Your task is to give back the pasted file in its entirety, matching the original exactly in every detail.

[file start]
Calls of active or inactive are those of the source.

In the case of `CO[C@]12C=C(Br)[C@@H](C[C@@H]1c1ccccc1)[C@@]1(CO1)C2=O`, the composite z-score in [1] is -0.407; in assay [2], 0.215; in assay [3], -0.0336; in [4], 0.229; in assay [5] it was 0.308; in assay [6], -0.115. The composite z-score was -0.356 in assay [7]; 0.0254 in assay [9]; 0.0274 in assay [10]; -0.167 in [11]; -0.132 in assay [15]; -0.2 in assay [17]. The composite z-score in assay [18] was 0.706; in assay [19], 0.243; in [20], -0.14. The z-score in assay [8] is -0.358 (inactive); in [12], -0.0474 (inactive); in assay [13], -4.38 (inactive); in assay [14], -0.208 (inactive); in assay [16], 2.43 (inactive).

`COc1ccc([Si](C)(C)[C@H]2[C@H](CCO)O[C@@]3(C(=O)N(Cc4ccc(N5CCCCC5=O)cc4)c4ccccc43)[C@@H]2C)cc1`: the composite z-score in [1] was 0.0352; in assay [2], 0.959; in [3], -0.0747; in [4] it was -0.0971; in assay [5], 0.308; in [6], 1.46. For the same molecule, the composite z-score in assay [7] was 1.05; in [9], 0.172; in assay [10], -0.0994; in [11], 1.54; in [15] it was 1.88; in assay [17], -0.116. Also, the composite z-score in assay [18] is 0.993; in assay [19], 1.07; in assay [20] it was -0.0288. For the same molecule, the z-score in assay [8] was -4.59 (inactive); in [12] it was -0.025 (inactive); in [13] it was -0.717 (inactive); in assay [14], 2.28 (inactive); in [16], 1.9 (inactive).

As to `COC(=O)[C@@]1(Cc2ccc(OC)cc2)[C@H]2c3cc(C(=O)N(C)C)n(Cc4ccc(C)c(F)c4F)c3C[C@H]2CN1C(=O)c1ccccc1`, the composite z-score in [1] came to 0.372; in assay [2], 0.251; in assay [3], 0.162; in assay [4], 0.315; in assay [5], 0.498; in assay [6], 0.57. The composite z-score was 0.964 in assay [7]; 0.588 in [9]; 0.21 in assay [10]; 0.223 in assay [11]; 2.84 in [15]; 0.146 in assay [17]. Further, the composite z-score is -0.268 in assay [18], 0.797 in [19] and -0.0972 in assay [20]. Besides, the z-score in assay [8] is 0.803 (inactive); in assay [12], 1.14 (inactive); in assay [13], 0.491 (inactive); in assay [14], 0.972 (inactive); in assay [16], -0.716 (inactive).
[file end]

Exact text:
Calls of active or inactive are those of the source.

In the case of `CO[C@]12C=C(Br)[C@@H](C[C@@H]1c1ccccc1)[C@@]1(CO1)C2=O`, the composite z-score in [1] is -0.407; in assay [2], 0.215; in assay [3], -0.0336; in [4], 0.229; in assay [5] it was 0.308; in assay [6], -0.115. The composite z-score was -0.356 in assay [7]; 0.0254 in assay [9]; 0.0274 in assay [10]; -0.167 in [11]; -0.132 in assay [15]; -0.2 in assay [17]. The composite z-score in assay [18] was 0.706; in assay [19], 0.243; in [20], -0.14. The z-score in assay [8] is -0.358 (inactive); in [12], -0.0474 (inactive); in assay [13], -4.38 (inactive); in assay [14], -0.208 (inactive); in assay [16], 2.43 (inactive).

`COc1ccc([Si](C)(C)[C@H]2[C@H](CCO)O[C@@]3(C(=O)N(Cc4ccc(N5CCCCC5=O)cc4)c4ccccc43)[C@@H]2C)cc1`: the composite z-score in [1] was 0.0352; in assay [2], 0.959; in [3], -0.0747; in [4] it was -0.0971; in assay [5], 0.308; in [6], 1.46. For the same molecule, the composite z-score in assay [7] was 1.05; in [9], 0.172; in assay [10], -0.0994; in [11], 1.54; in [15] it was 1.88; in assay [17], -0.116. Also, the composite z-score in assay [18] is 0.993; in assay [19], 1.07; in assay [20] it was -0.0288. For the same molecule, the z-score in assay [8] was -4.59 (inactive); in [12] it was -0.025 (inactive); in [13] it was -0.717 (inactive); in assay [14], 2.28 (inactive); in [16], 1.9 (inactive).

As to `COC(=O)[C@@]1(Cc2ccc(OC)cc2)[C@H]2c3cc(C(=O)N(C)C)n(Cc4ccc(C)c(F)c4F)c3C[C@H]2CN1C(=O)c1ccccc1`, the composite z-score in [1] came to 0.372; in assay [2], 0.251; in assay [3], 0.162; in assay [4], 0.315; in assay [5], 0.498; in assay [6], 0.57. The composite z-score was 0.964 in assay [7]; 0.588 in [9]; 0.21 in assay [10]; 0.223 in assay [11]; 2.84 in [15]; 0.146 in assay [17]. Further, the composite z-score is -0.268 in assay [18], 0.797 in [19] and -0.0972 in assay [20]. Besides, the z-score in assay [8] is 0.803 (inactive); in assay [12], 1.14 (inactive); in assay [13], 0.491 (inactive); in assay [14], 0.972 (inactive); in assay [16], -0.716 (inactive).